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NAB, FCC Discuss Paper File Implications

Association would be OK with an email or paper mail option, but not a requirement

Industry attention is on Harvey and other late-summer news stories right now; but discussion also continues behind the scenes in Washington about whether and how to do away with the main studio rule.

We get a glimpse of this via a public filing that summarizes a conversation between FCC and NAB officials, as filed afterwards by the NAB. It involves a small detail yet suggests the ongoing conversations over this pending policy decision.

In early August, Diana Sokolow, an attorney and advisor at the FCC Media Bureau, contacted Erin Dozier, NAB’s senior VP and deputy general counsel for legal and regulatory affairs, to ask specifically about an issue raised by the proposed elimination of that main studio rule.

The FCC had asked in its earlier notice for comments about how people in a community could access a station’s public file if a station maintains any portion of its file on paper but does not maintain a local main studio.

The NAB has said it supports a commission proposal that stations make paper public inspection files available at “another accessible place within the community of license” such as another station’s main studio, an attorney’s office or a local public library.

In the phone call, Sokolow at the FCC asked Dozier for information about the potential impact of making paper public files available via email or paper mail.

According to her summary, Dozier told Sokolow that “NAB continues to believe that maintaining the paper file in an accessible location in the community of license is the best course.”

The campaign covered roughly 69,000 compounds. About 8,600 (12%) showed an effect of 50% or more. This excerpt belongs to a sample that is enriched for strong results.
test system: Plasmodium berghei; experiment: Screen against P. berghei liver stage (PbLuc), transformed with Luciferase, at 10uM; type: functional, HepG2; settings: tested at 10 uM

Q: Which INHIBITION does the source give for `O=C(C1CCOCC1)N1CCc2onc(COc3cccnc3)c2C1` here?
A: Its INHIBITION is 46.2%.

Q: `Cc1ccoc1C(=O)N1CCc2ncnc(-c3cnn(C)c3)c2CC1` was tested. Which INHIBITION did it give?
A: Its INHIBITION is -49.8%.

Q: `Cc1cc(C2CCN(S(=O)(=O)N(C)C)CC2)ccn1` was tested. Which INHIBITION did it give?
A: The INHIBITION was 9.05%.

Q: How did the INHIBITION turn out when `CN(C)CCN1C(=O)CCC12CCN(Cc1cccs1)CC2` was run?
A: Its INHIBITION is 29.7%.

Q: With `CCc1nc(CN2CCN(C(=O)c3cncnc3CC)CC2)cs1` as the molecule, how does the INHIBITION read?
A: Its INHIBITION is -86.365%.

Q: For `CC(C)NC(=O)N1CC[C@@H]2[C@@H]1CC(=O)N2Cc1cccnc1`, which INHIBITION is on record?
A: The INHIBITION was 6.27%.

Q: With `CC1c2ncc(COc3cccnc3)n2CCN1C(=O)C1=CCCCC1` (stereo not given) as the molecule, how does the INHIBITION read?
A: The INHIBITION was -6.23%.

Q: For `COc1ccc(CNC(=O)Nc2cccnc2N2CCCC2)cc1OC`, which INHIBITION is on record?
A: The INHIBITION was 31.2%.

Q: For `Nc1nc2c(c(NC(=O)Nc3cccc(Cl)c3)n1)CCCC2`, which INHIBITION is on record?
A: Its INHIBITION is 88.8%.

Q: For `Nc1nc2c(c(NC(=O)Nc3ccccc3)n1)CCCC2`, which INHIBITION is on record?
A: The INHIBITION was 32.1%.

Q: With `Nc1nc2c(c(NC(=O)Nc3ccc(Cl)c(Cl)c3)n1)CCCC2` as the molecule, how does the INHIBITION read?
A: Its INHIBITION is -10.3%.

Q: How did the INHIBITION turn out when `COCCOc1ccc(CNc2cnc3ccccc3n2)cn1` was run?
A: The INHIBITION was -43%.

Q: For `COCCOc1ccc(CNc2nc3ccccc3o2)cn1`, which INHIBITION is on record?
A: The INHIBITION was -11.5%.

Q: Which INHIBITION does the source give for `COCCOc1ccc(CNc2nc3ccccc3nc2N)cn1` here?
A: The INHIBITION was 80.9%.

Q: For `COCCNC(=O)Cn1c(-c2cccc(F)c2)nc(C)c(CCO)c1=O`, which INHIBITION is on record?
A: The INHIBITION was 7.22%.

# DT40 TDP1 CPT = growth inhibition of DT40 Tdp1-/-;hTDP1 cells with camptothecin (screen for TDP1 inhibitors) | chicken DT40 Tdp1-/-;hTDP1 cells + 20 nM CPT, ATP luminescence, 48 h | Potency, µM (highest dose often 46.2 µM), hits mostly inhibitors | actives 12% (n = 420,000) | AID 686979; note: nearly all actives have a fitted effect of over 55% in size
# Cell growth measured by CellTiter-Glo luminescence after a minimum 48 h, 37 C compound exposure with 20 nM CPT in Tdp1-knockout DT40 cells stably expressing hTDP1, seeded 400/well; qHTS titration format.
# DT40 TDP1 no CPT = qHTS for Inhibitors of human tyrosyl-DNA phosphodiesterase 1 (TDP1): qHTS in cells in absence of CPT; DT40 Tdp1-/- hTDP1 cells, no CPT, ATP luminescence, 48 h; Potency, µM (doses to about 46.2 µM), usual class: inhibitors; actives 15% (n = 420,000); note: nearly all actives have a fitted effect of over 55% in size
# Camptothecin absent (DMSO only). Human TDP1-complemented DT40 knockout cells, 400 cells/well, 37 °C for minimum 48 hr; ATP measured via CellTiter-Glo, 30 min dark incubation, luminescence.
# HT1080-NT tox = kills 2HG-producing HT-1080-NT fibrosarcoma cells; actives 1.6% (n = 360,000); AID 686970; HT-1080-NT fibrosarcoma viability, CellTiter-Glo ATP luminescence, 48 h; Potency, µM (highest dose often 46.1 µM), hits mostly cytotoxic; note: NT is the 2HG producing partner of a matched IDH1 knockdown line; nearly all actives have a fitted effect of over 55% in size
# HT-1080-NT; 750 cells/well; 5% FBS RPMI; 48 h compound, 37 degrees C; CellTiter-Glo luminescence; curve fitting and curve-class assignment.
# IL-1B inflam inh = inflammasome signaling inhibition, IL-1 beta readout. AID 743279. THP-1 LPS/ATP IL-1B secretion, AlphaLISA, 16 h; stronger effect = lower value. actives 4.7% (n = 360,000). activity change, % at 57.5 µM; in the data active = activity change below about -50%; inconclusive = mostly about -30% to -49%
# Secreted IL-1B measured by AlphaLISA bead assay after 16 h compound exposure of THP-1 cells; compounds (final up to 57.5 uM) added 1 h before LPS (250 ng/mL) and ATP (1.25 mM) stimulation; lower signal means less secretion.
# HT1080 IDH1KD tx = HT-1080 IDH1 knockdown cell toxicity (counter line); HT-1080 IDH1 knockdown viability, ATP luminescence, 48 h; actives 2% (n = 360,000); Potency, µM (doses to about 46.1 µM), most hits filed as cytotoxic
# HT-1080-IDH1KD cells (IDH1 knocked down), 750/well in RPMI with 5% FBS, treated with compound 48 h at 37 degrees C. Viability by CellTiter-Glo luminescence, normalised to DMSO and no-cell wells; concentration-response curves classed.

However, she continued, “NAB does not object to the commission offering email or paper mail as an option [emphasis in the original]. While some broadcasters may appreciate that flexibility, such a requirement would be unduly and unnecessarily burdensome for many broadcasters.”

For example, Dozier wrote, broadcasters with larger public files would now be forced to spend considerable time and expense to photocopy and mail (or scan and email) documents from the public file. “Accordingly, NAB would not support requiring broadcasters to make the paper public file available via email or mail in addition to maintaining a paper file in an accessible location.”

Sokolow also asked her whether a specific section of the rules — 73.3526(c)(2) — is relevant to the discussion. It requires a station that maintains its main studio and public file outside of its community of license to mail copies of documents in the file (excluding the political file) to certain members of the public on request.

Dozier replied, according to her summary, that “This requirement was adopted against the backdrop of the existing main studio rule and should be updated to reflect the elimination of the rule as part of this proceeding. The requirement does not directly address the question of how a station’s paper public file should be made accessible absent the rule.”

That section, Dozier also emphasized, does not keep the commission from adopting different standards for making the file accessible. (And all of this, we can add, is against the backdrop of a general move to online public files and the elimination of the correspondence file requirement; so it’s unclear how many stations would in the long term be affected by the scenarios discussed above.)